Police have detained three Ukrainians on suspicion of carrying out the murder of a top Central Bank official, and have narrowed their search for those who ordered the apparent contract killing, the Kommersant daily reported on Monday.
The newspaper, citing sources close to the investigation, said that police were focusing on a number of banks which had come under threat of losing their licenses about two months before bank first deputy chairman Andrei Kozlov was shot dead.
The Sept. 13 murder of Kozlov, who was shot point-blank in the head, is widely believed to be connected to his campaign against money-laundering and criminality in the banking sector.
The suspects, Alexei Polovinkin, Maxim Proglyad and Alexander Belokopytov, were detained last week and are cooperating with the investigation, Kommersant said.
The Ukrainian Interior Ministry has no information on Ukrainians being detained, spokeswoman Olena Titorchuk said Monday.
The first two suspects allegedly shot dead Kozlov and his driver and the third allegedly helped them to escape, the Kommersant report said.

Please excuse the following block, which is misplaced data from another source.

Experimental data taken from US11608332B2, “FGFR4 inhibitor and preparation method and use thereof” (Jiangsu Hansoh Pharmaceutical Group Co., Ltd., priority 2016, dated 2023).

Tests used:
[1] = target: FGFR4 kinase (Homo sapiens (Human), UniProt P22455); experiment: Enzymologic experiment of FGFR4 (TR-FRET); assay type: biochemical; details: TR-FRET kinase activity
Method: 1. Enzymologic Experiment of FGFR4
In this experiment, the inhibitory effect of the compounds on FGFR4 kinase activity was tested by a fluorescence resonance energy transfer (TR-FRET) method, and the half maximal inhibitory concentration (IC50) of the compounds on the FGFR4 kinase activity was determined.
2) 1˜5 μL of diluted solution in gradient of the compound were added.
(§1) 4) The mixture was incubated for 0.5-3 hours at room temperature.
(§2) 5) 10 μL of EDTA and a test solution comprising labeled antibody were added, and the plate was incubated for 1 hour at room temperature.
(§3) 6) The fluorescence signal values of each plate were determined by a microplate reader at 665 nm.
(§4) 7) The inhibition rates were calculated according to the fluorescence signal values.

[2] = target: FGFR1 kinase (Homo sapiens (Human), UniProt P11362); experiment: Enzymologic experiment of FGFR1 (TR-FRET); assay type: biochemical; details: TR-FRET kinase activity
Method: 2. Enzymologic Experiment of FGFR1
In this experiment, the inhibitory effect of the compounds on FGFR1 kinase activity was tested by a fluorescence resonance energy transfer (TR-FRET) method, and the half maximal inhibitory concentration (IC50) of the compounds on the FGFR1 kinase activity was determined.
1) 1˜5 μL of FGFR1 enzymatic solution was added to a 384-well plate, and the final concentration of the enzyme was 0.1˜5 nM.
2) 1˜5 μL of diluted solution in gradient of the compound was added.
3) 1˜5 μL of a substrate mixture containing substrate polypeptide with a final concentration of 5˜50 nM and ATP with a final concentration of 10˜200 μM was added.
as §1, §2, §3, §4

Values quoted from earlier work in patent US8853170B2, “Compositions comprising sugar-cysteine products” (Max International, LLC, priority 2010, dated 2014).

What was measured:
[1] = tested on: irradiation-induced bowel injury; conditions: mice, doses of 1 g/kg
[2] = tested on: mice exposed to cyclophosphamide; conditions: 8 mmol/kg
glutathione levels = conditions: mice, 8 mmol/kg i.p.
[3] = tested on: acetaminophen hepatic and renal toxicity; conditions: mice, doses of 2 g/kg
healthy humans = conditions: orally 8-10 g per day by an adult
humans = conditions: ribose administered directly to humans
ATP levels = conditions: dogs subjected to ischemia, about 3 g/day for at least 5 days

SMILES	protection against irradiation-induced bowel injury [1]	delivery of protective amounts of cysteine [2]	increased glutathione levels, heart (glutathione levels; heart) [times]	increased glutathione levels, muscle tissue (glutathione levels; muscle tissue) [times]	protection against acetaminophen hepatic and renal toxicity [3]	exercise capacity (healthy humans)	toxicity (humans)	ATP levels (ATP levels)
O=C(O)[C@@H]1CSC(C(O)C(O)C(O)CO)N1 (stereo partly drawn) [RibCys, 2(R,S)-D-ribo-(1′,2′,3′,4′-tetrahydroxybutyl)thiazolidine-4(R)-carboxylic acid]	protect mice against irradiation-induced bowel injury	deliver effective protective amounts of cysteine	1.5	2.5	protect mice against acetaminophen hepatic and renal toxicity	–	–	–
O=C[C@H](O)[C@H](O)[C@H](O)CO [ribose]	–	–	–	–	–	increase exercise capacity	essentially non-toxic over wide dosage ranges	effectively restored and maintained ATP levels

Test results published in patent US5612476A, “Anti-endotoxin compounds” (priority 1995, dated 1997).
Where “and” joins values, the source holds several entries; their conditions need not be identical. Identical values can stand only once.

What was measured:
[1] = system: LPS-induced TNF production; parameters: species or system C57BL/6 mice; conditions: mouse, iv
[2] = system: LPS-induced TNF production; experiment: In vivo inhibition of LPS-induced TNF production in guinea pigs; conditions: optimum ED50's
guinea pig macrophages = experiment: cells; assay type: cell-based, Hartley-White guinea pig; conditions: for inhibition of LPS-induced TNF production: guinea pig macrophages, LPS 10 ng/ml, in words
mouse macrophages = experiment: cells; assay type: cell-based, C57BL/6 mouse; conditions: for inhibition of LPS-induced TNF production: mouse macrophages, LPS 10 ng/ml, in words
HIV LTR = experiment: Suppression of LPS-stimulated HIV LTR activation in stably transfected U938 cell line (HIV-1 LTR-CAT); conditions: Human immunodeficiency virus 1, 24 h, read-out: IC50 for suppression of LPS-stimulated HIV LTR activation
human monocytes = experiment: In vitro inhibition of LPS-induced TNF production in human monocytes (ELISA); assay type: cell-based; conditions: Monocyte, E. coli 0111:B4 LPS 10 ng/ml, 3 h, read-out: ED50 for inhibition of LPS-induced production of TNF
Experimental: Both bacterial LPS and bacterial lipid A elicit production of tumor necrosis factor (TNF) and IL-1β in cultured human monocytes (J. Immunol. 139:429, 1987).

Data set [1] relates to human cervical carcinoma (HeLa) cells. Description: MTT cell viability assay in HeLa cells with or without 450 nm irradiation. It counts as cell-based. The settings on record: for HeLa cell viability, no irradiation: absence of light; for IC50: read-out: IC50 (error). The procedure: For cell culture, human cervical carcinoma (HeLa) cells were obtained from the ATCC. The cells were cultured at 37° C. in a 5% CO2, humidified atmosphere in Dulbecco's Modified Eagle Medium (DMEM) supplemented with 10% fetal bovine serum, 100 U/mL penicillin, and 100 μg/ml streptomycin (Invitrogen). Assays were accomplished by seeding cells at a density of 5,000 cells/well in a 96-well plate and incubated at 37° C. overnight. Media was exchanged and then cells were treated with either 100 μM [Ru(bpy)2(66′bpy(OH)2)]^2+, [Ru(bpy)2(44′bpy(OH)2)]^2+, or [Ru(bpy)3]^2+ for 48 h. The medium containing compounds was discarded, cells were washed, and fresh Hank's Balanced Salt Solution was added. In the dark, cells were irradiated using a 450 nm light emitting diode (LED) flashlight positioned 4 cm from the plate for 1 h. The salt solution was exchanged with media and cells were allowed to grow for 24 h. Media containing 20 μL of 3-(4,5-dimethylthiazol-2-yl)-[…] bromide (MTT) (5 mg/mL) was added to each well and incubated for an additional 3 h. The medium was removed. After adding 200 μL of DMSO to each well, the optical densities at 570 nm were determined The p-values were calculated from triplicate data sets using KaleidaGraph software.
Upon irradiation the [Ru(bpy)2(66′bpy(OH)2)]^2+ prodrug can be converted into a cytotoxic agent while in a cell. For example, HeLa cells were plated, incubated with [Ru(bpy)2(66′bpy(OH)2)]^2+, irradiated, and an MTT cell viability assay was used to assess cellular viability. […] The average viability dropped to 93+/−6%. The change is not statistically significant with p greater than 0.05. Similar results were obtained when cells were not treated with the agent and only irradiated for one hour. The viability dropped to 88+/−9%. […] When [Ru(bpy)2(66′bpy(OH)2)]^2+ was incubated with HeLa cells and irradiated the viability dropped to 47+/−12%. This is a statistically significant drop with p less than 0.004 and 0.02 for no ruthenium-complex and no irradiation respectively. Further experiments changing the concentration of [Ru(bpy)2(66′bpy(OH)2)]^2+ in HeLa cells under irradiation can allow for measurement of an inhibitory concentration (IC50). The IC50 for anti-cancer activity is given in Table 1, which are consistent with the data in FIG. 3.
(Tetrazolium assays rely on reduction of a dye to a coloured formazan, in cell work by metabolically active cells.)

The detained Ukrainians have revealed that they received their instructions from a go-between, according to Kommersant.
The Russian Prosecutor General's Office said it had no comment on the report and declined to confirm that any suspects had been taken into custody.
Responsible for banking supervision, Kozlov had withdrawn the licenses of dozens of banks and had overseen an ambitious scheme to reduce criminality and money laundering in the banking system. Since mid-1994, the Central Bank has shut down some 90 credit institutions, according to Russian media.
While on a lesser scale than in the turbulent 1990s, contract killings of businessmen and bankers still occur regularly in Russia, where business conflicts often turn violent and the government is seeking closer control over economic activity. The murders are almost never solved, reports AP.
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